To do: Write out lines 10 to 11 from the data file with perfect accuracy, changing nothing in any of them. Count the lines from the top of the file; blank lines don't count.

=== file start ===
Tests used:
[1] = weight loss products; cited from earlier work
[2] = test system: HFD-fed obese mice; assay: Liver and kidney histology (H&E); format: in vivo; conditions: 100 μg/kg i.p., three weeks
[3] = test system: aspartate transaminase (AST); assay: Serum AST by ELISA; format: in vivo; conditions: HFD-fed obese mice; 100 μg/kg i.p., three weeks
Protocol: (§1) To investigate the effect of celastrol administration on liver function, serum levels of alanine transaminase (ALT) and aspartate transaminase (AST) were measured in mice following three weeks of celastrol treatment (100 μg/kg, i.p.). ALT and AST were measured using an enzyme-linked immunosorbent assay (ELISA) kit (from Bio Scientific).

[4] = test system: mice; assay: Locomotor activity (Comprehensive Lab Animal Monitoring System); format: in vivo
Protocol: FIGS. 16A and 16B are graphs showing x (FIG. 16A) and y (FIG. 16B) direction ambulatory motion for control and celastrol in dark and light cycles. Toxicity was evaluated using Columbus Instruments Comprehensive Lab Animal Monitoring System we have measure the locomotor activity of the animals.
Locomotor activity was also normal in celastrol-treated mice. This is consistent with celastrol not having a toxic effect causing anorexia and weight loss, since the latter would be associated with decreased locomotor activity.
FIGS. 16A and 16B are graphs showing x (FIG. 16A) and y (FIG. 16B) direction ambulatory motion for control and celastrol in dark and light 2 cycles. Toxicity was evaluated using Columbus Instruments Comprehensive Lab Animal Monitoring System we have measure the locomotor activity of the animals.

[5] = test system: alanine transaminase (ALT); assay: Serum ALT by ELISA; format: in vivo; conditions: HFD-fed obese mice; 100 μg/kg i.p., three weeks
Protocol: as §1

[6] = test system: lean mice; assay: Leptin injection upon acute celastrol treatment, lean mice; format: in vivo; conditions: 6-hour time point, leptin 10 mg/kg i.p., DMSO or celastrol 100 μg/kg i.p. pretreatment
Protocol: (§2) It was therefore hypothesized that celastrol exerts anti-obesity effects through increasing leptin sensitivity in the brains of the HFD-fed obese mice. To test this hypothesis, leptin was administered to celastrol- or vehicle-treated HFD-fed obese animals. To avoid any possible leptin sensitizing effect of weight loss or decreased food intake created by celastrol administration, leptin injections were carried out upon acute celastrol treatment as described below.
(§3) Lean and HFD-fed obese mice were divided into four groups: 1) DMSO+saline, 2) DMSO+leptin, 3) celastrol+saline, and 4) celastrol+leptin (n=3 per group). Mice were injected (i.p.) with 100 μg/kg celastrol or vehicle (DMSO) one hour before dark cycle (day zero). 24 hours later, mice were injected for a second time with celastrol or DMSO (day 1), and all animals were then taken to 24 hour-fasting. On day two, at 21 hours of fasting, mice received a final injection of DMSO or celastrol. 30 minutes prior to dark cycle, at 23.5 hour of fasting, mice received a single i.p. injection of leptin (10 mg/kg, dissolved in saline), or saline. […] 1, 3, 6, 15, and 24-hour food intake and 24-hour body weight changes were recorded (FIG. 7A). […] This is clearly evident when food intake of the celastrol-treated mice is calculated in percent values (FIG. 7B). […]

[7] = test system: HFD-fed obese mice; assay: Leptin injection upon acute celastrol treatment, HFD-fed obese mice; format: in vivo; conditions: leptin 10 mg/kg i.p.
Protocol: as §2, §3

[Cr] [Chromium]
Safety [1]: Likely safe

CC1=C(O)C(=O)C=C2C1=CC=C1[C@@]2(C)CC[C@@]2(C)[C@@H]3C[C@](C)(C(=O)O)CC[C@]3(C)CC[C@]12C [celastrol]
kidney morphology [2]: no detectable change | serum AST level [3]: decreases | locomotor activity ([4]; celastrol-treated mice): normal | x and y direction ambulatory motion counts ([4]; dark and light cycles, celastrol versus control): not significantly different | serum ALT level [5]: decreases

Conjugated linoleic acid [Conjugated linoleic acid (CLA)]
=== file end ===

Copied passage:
[5] = test system: alanine transaminase (ALT); assay: Serum ALT by ELISA; format: in vivo; conditions: HFD-fed obese mice; 100 μg/kg i.p., three weeks
Protocol: as §1